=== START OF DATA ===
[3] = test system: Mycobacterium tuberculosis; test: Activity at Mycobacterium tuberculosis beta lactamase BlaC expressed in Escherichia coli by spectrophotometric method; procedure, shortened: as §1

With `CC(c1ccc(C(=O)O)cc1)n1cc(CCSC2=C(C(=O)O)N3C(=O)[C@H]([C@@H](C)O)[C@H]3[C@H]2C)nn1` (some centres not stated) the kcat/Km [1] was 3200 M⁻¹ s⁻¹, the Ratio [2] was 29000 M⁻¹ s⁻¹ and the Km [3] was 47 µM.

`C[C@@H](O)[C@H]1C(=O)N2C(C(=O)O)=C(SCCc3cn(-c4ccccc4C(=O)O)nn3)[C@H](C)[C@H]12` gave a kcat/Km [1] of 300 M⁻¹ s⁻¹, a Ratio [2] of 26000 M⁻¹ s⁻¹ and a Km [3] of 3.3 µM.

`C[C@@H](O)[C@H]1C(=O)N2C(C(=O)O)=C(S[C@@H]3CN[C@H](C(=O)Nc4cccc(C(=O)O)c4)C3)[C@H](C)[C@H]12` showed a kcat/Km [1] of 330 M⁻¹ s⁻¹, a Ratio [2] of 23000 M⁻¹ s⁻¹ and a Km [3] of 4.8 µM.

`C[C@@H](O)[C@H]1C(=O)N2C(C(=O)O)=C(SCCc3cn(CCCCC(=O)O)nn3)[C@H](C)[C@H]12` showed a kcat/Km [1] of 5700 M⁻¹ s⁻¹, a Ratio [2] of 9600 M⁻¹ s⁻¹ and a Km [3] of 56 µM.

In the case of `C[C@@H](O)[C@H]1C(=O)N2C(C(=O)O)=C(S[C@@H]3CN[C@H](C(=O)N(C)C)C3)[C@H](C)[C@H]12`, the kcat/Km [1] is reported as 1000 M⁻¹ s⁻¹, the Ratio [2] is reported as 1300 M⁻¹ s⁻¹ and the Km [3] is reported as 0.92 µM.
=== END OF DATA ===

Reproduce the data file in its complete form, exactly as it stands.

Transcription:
[3] = test system: Mycobacterium tuberculosis; test: Activity at Mycobacterium tuberculosis beta lactamase BlaC expressed in Escherichia coli by spectrophotometric method; procedure, shortened: as §1

With `CC(c1ccc(C(=O)O)cc1)n1cc(CCSC2=C(C(=O)O)N3C(=O)[C@H]([C@@H](C)O)[C@H]3[C@H]2C)nn1` (some centres not stated) the kcat/Km [1] was 3200 M⁻¹ s⁻¹, the Ratio [2] was 29000 M⁻¹ s⁻¹ and the Km [3] was 47 µM.

`C[C@@H](O)[C@H]1C(=O)N2C(C(=O)O)=C(SCCc3cn(-c4ccccc4C(=O)O)nn3)[C@H](C)[C@H]12` gave a kcat/Km [1] of 300 M⁻¹ s⁻¹, a Ratio [2] of 26000 M⁻¹ s⁻¹ and a Km [3] of 3.3 µM.

`C[C@@H](O)[C@H]1C(=O)N2C(C(=O)O)=C(S[C@@H]3CN[C@H](C(=O)Nc4cccc(C(=O)O)c4)C3)[C@H](C)[C@H]12` showed a kcat/Km [1] of 330 M⁻¹ s⁻¹, a Ratio [2] of 23000 M⁻¹ s⁻¹ and a Km [3] of 4.8 µM.

`C[C@@H](O)[C@H]1C(=O)N2C(C(=O)O)=C(SCCc3cn(CCCCC(=O)O)nn3)[C@H](C)[C@H]12` showed a kcat/Km [1] of 5700 M⁻¹ s⁻¹, a Ratio [2] of 9600 M⁻¹ s⁻¹ and a Km [3] of 56 µM.

In the case of `C[C@@H](O)[C@H]1C(=O)N2C(C(=O)O)=C(S[C@@H]3CN[C@H](C(=O)N(C)C)C3)[C@H](C)[C@H]12`, the kcat/Km [1] is reported as 1000 M⁻¹ s⁻¹, the Ratio [2] is reported as 1300 M⁻¹ s⁻¹ and the Km [3] is reported as 0.92 µM.